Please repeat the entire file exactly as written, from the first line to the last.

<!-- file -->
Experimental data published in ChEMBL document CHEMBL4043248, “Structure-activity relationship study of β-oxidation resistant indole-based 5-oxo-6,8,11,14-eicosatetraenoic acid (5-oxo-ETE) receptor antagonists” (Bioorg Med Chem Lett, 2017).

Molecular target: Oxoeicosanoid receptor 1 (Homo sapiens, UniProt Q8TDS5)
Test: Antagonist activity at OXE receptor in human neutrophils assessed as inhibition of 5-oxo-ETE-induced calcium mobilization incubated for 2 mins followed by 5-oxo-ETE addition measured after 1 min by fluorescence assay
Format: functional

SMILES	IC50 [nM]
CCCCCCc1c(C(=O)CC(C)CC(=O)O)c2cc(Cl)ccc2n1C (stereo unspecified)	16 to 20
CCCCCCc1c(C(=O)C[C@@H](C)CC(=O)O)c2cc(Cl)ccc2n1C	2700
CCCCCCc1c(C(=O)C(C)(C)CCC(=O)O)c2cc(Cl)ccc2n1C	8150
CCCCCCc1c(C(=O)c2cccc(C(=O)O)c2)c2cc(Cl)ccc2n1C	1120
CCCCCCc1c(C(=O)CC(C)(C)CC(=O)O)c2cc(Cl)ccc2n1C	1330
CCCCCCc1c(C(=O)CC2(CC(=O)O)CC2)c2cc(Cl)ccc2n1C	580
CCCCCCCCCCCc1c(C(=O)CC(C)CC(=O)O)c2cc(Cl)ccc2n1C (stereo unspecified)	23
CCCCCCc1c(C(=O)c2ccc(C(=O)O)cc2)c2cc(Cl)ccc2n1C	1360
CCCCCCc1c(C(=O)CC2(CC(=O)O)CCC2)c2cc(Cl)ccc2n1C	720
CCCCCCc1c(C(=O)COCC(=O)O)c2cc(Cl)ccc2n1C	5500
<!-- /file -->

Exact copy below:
Experimental data published in ChEMBL document CHEMBL4043248, “Structure-activity relationship study of β-oxidation resistant indole-based 5-oxo-6,8,11,14-eicosatetraenoic acid (5-oxo-ETE) receptor antagonists” (Bioorg Med Chem Lett, 2017).

Molecular target: Oxoeicosanoid receptor 1 (Homo sapiens, UniProt Q8TDS5)
Test: Antagonist activity at OXE receptor in human neutrophils assessed as inhibition of 5-oxo-ETE-induced calcium mobilization incubated for 2 mins followed by 5-oxo-ETE addition measured after 1 min by fluorescence assay
Format: functional

SMILES	IC50 [nM]
CCCCCCc1c(C(=O)CC(C)CC(=O)O)c2cc(Cl)ccc2n1C (stereo unspecified)	16 to 20
CCCCCCc1c(C(=O)C[C@@H](C)CC(=O)O)c2cc(Cl)ccc2n1C	2700
CCCCCCc1c(C(=O)C(C)(C)CCC(=O)O)c2cc(Cl)ccc2n1C	8150
CCCCCCc1c(C(=O)c2cccc(C(=O)O)c2)c2cc(Cl)ccc2n1C	1120
CCCCCCc1c(C(=O)CC(C)(C)CC(=O)O)c2cc(Cl)ccc2n1C	1330
CCCCCCc1c(C(=O)CC2(CC(=O)O)CC2)c2cc(Cl)ccc2n1C	580
CCCCCCCCCCCc1c(C(=O)CC(C)CC(=O)O)c2cc(Cl)ccc2n1C (stereo unspecified)	23
CCCCCCc1c(C(=O)c2ccc(C(=O)O)cc2)c2cc(Cl)ccc2n1C	1360
CCCCCCc1c(C(=O)CC2(CC(=O)O)CCC2)c2cc(Cl)ccc2n1C	720
CCCCCCc1c(C(=O)COCC(=O)O)c2cc(Cl)ccc2n1C	5500